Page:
Massachusetts Institute of Technology is expected to name Yale University provost Susan Hockfield its next president today, according to MIT officials.
Hockfield would be the first woman to head MIT. As a neuroscientist, she would also be its first president with a background in life sciences, which are assuming greater importance at a university whose national reputation has been built on engineering.
If approved at a special meeting of MIT's governing corporation this morning, Hockfield, 53, will replace Charles M. Vest, whose 14-year administration has overseen a great expansion of MIT's endowment and who has played a prominent role in Washington as an advocate for federal funding of university research. Vest announced his retirement in December.
Hockfield's arrival would have great symbolic importance at a school that has publicly examined its own history of bias against women and still struggles to recruit female faculty members in the sciences and engineering.
Vest startled the world of higher education in 1999 when he acknowledged that MIT had discriminated against female faculty members in pay and other areas, and set a goal of achieving gender equity in the future. MIT has boosted the number of female professors from 96 to 169 during Vest's tenure, though they still are only 18 percent of the faculty.
MIT officials said that Hockfield's gender did not play a role in the presidential search. ''We are pleased to have a woman as our president, but that was by no means a basis or the basis of the choice," said James A. Champy, a member of the MIT Corporation who headed the search committee.
Champy said that Hockfield's background in pure science, rather than the practical realm of engineering, would be helpful as the school tries to bridge the two fields. ''We think there's a need for many of the engineering disciplines to rethink and reinvent their focus," he said. ''The lines between the work of scientists and the work of engineers at MIT is certainly blurring."
Hockfield spent less than two years as provost at Yale and was dean of Yale's Graduate School of Arts and Sciences for four years.
MIT search committee members said they were impressed with her handling of Yale's long and divisive battle over graduate student unionization. Although Yale opposed the union, Hockfield boosted graduate student stipends and began giving free healthcare to PhD students, according to a Yale statement when she became provost.
''She spoke to many students to try to understand what was needed," said MIT physicist Jerome I. Friedman, a Nobel Prize winner who headed MIT's faculty search committee. ''She developed a plan of action, which really improved the life of graduate students immensely."
Hockfield did not return a call yesterday.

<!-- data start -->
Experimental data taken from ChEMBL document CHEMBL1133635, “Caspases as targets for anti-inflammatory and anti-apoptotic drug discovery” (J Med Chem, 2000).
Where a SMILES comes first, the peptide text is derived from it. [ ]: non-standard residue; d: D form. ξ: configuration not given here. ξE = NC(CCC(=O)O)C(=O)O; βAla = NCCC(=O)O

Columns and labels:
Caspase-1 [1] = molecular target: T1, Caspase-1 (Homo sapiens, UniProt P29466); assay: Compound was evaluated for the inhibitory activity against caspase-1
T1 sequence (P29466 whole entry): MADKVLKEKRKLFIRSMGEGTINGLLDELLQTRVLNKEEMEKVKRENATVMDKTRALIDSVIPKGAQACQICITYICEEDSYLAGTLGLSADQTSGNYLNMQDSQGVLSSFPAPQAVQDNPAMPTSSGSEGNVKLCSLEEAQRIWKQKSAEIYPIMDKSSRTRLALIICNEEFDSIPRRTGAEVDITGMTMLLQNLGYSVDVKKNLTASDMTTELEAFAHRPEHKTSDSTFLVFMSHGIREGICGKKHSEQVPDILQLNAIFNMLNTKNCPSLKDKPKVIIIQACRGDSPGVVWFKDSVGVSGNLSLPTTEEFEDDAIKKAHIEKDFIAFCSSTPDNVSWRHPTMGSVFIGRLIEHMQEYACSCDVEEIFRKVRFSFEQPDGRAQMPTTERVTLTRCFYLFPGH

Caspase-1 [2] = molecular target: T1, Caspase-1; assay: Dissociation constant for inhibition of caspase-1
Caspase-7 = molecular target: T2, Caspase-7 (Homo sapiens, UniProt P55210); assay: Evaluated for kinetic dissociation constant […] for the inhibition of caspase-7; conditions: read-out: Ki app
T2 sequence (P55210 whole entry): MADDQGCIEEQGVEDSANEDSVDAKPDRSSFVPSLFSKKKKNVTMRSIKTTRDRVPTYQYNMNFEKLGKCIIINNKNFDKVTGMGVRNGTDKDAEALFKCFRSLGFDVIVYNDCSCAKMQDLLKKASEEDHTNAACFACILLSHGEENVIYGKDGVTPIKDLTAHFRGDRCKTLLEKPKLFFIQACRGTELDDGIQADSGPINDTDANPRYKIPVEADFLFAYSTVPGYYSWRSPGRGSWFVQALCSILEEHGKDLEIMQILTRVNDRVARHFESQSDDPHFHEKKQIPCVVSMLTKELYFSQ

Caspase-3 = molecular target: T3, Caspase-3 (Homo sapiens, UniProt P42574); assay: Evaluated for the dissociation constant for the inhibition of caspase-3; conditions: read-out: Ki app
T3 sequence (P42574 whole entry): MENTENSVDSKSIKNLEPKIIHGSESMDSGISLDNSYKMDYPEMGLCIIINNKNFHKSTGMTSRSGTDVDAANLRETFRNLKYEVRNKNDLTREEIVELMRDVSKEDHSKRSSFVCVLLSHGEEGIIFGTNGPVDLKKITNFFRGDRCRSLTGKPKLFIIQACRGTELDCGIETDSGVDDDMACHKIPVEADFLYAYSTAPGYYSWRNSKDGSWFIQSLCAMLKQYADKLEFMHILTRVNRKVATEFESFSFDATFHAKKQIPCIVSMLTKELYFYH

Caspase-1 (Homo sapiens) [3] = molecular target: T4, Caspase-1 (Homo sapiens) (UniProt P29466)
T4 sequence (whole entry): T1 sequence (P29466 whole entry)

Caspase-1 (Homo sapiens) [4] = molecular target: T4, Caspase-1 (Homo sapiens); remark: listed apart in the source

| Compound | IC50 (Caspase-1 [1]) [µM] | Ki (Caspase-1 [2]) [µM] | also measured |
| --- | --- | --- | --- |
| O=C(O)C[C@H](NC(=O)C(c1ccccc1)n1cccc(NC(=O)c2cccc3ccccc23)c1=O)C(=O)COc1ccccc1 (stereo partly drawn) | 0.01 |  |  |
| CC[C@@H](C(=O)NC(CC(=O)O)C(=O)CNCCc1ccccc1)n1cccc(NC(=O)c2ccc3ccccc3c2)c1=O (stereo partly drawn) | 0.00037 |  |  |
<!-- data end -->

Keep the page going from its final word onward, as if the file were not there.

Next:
According to a biographical sketch provided by MIT, as provost she helped guide Yale's $500 million push to renovate and build facilities for the sciences. She worked to improve collaboration between different parts of the university, such as the humanities and sciences, another attraction for MIT trustees and faculty, who see interdisciplinary research and teaching as vital to the school's future.
While she was Yale's graduate school dean, the number of applications to the graduate school doubled, and the ranks of minority students grew. She also worked to increase the number of women on the faculty.
Duke University president Richard H. Brodhead, who until recently was Yale's dean of the college, worked with Hockfield for several years and said she won respect at Yale for her ability to listen to students.
In a telephone interview, Brodhead described how, as dean, Hockfield, her husband, and daughter ate in the graduate school's dining hall weekly, so anyone could come up and talk.
''People are going to love her," said Brodhead, adding that she has a ''humane and buoyant sense of humor."
She also impressed a group of MIT students who interviewed several candidates at the request of the search committee.
''Her manner alone was fantastic; she was very open and incredibly easy to talk to," said Mike Folkert, who is studying for his doctorate and was on the student advisory committee. ''She was very precise and thorough and at the same time not businesslike."
Hockfield told the students that she would use the presidency as a platform to try to improve K-12 education in the United States, he said.
Hockfield, a professor of neurobiology, joined the Yale medical school faculty in 1985.
Friedman said her research has significantly contributed to the understanding of the molecular diversity of brain cells and certain brain tumors.
Hockfield's area of expertise aligns with major recent initiatives at MIT to boost its standing in brain and cognitive sciences and biomedical research. Those initiatives include McGovern Institute for Brain Research, Picower Center for Learning and Memory, and the Broad Institute, a partnership on genomic medicine with Harvard University.
Champy said he thought Hockfield could emerge as a significant spokeswoman for science and engineering, something for which Vest is well known.
Hockfield received her bachelor's degree in biology from the University of Rochester and her doctorate in anatomy and neuroscience from Georgetown University School of Medicine. Before coming to Yale, she was an investigator at Cold Spring Harbor Laboratory in New York.
Hockfield has no previous relationship with MIT. The same was true for Vest, and marked a departure from MIT tradition. Five presidents, dating to 1948, were all working at MIT when they were tapped for the job.
The six-month presidential search was conducted under a veil of secrecy. From an initial list of about 100, the search committees talked to about a dozen, Champy said.
''She's an extraordinarily talented person whose work has the respect of the faculty, which is very important," he said.
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